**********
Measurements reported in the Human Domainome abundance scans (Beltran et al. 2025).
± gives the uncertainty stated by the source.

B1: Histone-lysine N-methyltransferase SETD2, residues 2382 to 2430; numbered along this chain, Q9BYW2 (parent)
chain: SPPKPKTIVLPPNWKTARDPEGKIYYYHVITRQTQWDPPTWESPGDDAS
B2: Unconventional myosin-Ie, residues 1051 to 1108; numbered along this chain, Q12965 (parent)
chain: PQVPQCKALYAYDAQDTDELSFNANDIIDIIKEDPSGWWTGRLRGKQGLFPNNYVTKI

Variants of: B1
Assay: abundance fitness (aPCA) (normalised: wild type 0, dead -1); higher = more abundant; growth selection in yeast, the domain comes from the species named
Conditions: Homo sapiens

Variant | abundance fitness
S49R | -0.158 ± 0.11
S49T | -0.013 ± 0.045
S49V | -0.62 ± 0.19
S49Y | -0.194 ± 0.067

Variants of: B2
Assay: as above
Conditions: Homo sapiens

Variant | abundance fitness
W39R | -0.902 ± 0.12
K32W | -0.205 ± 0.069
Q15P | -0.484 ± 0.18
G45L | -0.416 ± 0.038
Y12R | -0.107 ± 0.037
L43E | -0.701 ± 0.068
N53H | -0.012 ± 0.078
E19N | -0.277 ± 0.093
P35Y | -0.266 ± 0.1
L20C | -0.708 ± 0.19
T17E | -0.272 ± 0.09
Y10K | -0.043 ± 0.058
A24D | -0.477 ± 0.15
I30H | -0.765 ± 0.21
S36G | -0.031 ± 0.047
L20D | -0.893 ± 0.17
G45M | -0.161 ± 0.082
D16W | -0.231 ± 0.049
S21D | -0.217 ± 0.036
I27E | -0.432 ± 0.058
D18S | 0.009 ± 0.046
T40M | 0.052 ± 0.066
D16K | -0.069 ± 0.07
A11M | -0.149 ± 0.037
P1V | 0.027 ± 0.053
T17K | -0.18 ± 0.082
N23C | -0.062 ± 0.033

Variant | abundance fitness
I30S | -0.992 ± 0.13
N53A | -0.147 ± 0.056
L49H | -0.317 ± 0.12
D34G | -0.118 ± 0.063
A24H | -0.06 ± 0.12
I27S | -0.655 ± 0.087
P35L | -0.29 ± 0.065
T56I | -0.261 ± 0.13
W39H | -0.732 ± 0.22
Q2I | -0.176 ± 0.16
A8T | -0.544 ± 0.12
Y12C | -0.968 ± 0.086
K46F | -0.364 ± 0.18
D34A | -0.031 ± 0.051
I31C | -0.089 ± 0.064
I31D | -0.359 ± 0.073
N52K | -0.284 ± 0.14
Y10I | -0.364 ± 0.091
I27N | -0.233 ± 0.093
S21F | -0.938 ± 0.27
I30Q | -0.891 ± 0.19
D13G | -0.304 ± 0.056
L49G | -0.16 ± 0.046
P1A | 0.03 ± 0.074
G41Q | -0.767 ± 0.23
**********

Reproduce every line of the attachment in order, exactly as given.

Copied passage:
Measurements reported in the Human Domainome abundance scans (Beltran et al. 2025).
± gives the uncertainty stated by the source.

B1: Histone-lysine N-methyltransferase SETD2, residues 2382 to 2430; numbered along this chain, Q9BYW2 (parent)
chain: SPPKPKTIVLPPNWKTARDPEGKIYYYHVITRQTQWDPPTWESPGDDAS
B2: Unconventional myosin-Ie, residues 1051 to 1108; numbered along this chain, Q12965 (parent)
chain: PQVPQCKALYAYDAQDTDELSFNANDIIDIIKEDPSGWWTGRLRGKQGLFPNNYVTKI

Variants of: B1
Assay: abundance fitness (aPCA) (normalised: wild type 0, dead -1); higher = more abundant; growth selection in yeast, the domain comes from the species named
Conditions: Homo sapiens

Variant | abundance fitness
S49R | -0.158 ± 0.11
S49T | -0.013 ± 0.045
S49V | -0.62 ± 0.19
S49Y | -0.194 ± 0.067

Variants of: B2
Assay: as above
Conditions: Homo sapiens

Variant | abundance fitness
W39R | -0.902 ± 0.12
K32W | -0.205 ± 0.069
Q15P | -0.484 ± 0.18
G45L | -0.416 ± 0.038
Y12R | -0.107 ± 0.037
L43E | -0.701 ± 0.068
N53H | -0.012 ± 0.078
E19N | -0.277 ± 0.093
P35Y | -0.266 ± 0.1
L20C | -0.708 ± 0.19
T17E | -0.272 ± 0.09
Y10K | -0.043 ± 0.058
A24D | -0.477 ± 0.15
I30H | -0.765 ± 0.21
S36G | -0.031 ± 0.047
L20D | -0.893 ± 0.17
G45M | -0.161 ± 0.082
D16W | -0.231 ± 0.049
S21D | -0.217 ± 0.036
I27E | -0.432 ± 0.058
D18S | 0.009 ± 0.046
T40M | 0.052 ± 0.066
D16K | -0.069 ± 0.07
A11M | -0.149 ± 0.037
P1V | 0.027 ± 0.053
T17K | -0.18 ± 0.082
N23C | -0.062 ± 0.033

Variant | abundance fitness
I30S | -0.992 ± 0.13
N53A | -0.147 ± 0.056
L49H | -0.317 ± 0.12
D34G | -0.118 ± 0.063
A24H | -0.06 ± 0.12
I27S | -0.655 ± 0.087
P35L | -0.29 ± 0.065
T56I | -0.261 ± 0.13
W39H | -0.732 ± 0.22
Q2I | -0.176 ± 0.16
A8T | -0.544 ± 0.12
Y12C | -0.968 ± 0.086
K46F | -0.364 ± 0.18
D34A | -0.031 ± 0.051
I31C | -0.089 ± 0.064
I31D | -0.359 ± 0.073
N52K | -0.284 ± 0.14
Y10I | -0.364 ± 0.091
I27N | -0.233 ± 0.093
S21F | -0.938 ± 0.27
I30Q | -0.891 ± 0.19
D13G | -0.304 ± 0.056
L49G | -0.16 ± 0.046
P1A | 0.03 ± 0.074
G41Q | -0.767 ± 0.23